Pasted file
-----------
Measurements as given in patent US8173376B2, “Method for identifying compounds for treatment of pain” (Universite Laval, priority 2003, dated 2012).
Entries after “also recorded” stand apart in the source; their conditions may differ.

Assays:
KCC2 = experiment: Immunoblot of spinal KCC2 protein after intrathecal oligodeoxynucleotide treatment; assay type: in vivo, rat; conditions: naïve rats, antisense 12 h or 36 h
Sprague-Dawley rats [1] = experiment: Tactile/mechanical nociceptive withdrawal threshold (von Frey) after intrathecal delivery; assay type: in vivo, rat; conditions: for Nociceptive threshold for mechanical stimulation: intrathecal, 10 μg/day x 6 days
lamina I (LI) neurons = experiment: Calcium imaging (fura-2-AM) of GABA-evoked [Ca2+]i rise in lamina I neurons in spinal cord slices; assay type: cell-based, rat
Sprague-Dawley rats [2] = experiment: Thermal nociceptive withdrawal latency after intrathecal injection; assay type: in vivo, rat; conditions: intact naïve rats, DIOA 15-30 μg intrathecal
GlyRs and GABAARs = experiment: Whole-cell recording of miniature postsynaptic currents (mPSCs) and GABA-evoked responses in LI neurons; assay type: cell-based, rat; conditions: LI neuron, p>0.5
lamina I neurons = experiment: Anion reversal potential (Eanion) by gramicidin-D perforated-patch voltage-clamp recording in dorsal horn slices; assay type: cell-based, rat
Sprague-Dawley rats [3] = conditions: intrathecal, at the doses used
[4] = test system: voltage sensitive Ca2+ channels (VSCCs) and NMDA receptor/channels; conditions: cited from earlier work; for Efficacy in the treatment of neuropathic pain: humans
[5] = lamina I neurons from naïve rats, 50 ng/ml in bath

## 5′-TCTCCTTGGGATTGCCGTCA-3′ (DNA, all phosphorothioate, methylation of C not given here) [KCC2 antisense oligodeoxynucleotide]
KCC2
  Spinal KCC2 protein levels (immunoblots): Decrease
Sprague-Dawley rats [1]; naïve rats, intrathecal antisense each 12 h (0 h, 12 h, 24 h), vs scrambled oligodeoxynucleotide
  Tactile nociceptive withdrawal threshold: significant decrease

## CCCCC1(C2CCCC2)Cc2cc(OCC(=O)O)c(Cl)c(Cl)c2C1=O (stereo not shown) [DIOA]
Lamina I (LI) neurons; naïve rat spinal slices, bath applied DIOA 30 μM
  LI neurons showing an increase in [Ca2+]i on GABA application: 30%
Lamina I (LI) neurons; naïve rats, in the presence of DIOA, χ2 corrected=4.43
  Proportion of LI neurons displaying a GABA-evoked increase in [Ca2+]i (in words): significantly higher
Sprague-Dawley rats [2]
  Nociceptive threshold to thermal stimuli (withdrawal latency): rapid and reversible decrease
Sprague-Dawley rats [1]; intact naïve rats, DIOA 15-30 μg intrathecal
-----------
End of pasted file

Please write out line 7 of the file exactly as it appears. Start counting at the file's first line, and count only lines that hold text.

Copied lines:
Sprague-Dawley rats [2] = experiment: Thermal nociceptive withdrawal latency after intrathecal injection; assay type: in vivo, rat; conditions: intact naïve rats, DIOA 15-30 μg intrathecal